Major League Baseball has made a great push to make their game as perfect as possible. They have tried to make it an event that has no flaws and where every team and player is judged out or safe with the use of the most technological equipment on the planet. We watch games now with “The Square Box” over the plate and a dot stuck where a computer tells us if it was a strike or ball. I always thought it was a strike when the umpire said it was a strike. That piece of TV technology drives me nuts. It will inevitably make 50% of us happy and 50% of us angry on every single pitch. On average there are approximately 300 pitches to view in a nine inning game. That’s a lot of anger if your team is losing that day. Sure enough all of this has been discussed over and over for the past five or so years, but hey, it’s the off season now. Time for all kinds of discussions, rants and crazy ideas about this game.
Most of this need to make things fair was the result of the clamor for justice that came about on June 10, 2010, when Detroit Tigers’ pitcher Armando Galarraga lost his perfect game after first base umpire Jim Joyce blew a call. Joyce called Cleveland Indians’ batter, Jason Donald, safe when it was quite clear that he was out by two feet. It should have been the last out of a brilliantly pitched game by a little known pitcher from Detroit. Unfair, no way, kill the umpire, call the Coast Guard! Seriously, would anyone even know who Armando Galarraga was today if not for that “Imperfect Game?” It was not a perfect game because the umpire also needed to be perfect. Too bad for Galarraga, but what a story! What would you rather have, perfection or a great story. In 140 years with over 210,000 games played, there have been only 23 perfect games and no pitcher has ever thrown more than one, but how many of the twenty three can you name? Thought so. Every Mets fan will know one. Philip Gregory Humber, who began his career as a Met in 2004 as the number three over-all pick and debuted in 2006. He pitched one for the White Sox in 2012. He ended up with a life time MLB record of 16-23. Nothing to remember. Armando Galarraga? I remember him.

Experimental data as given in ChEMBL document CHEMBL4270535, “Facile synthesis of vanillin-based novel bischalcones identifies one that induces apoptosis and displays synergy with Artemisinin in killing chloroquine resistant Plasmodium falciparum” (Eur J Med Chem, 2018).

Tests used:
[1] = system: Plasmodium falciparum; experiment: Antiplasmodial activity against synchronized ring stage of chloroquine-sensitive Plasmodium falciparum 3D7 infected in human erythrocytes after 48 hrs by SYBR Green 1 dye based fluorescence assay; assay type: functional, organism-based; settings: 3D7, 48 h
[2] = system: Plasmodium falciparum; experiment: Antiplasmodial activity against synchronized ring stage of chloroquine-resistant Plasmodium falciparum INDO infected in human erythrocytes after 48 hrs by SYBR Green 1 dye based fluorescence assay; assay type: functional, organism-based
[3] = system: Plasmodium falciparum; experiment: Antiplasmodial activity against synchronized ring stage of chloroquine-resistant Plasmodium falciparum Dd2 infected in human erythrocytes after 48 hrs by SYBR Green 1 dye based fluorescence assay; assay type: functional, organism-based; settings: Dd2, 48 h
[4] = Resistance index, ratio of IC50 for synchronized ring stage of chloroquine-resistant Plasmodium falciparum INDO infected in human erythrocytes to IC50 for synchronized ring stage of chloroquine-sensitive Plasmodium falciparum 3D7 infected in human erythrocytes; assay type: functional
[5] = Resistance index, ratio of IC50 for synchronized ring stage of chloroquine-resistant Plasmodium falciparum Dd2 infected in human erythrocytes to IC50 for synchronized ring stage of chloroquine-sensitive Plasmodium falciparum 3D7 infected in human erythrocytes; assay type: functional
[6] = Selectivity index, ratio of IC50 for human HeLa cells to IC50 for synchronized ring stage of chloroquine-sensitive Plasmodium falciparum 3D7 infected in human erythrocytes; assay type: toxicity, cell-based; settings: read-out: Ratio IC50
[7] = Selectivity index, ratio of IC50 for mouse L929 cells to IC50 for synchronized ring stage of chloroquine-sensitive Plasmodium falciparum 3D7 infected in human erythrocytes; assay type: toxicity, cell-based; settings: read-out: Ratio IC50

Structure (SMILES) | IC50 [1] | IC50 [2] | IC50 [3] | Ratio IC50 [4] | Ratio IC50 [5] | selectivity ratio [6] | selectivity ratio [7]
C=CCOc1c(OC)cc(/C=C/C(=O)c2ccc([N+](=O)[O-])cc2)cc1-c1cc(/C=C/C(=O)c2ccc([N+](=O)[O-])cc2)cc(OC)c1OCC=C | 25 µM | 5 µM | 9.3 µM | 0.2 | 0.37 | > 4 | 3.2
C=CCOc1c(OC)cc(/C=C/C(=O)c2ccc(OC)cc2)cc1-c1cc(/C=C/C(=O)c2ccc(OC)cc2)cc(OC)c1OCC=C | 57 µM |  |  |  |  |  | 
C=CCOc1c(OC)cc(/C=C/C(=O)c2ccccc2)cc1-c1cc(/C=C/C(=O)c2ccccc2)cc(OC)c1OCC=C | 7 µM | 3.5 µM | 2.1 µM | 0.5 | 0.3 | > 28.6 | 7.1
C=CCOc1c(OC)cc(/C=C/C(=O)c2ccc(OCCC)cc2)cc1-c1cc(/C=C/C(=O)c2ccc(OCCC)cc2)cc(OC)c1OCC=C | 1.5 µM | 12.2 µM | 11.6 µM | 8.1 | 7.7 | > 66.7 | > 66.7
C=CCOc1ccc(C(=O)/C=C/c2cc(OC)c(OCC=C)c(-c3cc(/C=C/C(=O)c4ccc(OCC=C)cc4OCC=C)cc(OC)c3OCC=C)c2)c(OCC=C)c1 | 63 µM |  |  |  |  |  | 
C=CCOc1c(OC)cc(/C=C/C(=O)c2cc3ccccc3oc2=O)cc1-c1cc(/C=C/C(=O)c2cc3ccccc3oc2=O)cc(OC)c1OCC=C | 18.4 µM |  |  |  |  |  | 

Baseball has been a game that we can relate to because, like life, it isn’t fair. This year in the post season we saw something that was not fair, that baseball got wrong and could not change. In Game 5 of the Cubs-Nationals NLDS, the Cubs Javier Baez struck out and inadvertently hit catcher Matt Wieters’ mask during his backswing. Prior to Baez’ bat making contact with the catcher’s mask, the pitch got past Wieters and rolled to the backstop for a passed ball. The ball was still live, or so we thought. The passed ball allowed runners to advance and Chicago to score an important run when Wieters threw the ball away trying to throw out Baez. Home plate Umpire Jerry Layne ruled incorrectly and allowed the play to continue. By rule, the batter should have been out and no runners advance. Being as it would have been the last out of the inning, the Cubs should never have been awarded two more runs. The Nationals lost by one run in that deciding game of their Divisional Series. MLB’s Joe Torre admitted the error weeks later. I repeat, “Life and baseball are not always fair.”
So much for making the game perfect for everyone. But again, we have another good story. Good for the Cubs fans and not so good for the Nationals fans. Who knows? If Washington wins that game and eventually gets to the World Series, Dusty Baker may still have a job. The city of Washington is not having a good year in more ways than one.
There will be many topics discussed around dinner tables this holiday season. Stay cool and have your facts correct and remember, there are only 94 days until “Pitchers and Catchers.”